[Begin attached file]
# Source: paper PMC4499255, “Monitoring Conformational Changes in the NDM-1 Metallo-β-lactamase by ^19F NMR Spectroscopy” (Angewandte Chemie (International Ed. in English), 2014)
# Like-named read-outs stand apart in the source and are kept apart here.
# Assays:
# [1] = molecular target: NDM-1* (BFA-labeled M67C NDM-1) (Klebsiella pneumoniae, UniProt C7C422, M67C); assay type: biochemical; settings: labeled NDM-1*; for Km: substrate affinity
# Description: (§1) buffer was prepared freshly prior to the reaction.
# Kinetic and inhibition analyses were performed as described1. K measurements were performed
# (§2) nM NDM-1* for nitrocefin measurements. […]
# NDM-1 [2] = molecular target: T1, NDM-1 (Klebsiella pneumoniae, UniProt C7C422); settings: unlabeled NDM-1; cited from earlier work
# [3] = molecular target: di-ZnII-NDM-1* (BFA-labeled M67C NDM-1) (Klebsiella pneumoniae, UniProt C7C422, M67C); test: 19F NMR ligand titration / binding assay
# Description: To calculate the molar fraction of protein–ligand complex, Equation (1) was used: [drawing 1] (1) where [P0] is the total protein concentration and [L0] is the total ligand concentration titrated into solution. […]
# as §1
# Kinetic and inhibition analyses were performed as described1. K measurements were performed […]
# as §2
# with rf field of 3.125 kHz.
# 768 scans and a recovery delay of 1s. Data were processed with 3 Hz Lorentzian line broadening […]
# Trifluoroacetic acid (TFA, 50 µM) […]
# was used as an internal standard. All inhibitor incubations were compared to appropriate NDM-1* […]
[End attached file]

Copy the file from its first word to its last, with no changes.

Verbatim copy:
# Source: paper PMC4499255, “Monitoring Conformational Changes in the NDM-1 Metallo-β-lactamase by ^19F NMR Spectroscopy” (Angewandte Chemie (International Ed. in English), 2014)
# Like-named read-outs stand apart in the source and are kept apart here.
# Assays:
# [1] = molecular target: NDM-1* (BFA-labeled M67C NDM-1) (Klebsiella pneumoniae, UniProt C7C422, M67C); assay type: biochemical; settings: labeled NDM-1*; for Km: substrate affinity
# Description: (§1) buffer was prepared freshly prior to the reaction.
# Kinetic and inhibition analyses were performed as described1. K measurements were performed
# (§2) nM NDM-1* for nitrocefin measurements. […]
# NDM-1 [2] = molecular target: T1, NDM-1 (Klebsiella pneumoniae, UniProt C7C422); settings: unlabeled NDM-1; cited from earlier work
# [3] = molecular target: di-ZnII-NDM-1* (BFA-labeled M67C NDM-1) (Klebsiella pneumoniae, UniProt C7C422, M67C); test: 19F NMR ligand titration / binding assay
# Description: To calculate the molar fraction of protein–ligand complex, Equation (1) was used: [drawing 1] (1) where [P0] is the total protein concentration and [L0] is the total ligand concentration titrated into solution. […]
# as §1
# Kinetic and inhibition analyses were performed as described1. K measurements were performed […]
# as §2
# with rf field of 3.125 kHz.
# 768 scans and a recovery delay of 1s. Data were processed with 3 Hz Lorentzian line broadening […]
# Trifluoroacetic acid (TFA, 50 µM) […]
# was used as an internal standard. All inhibitor incubations were compared to appropriate NDM-1* […]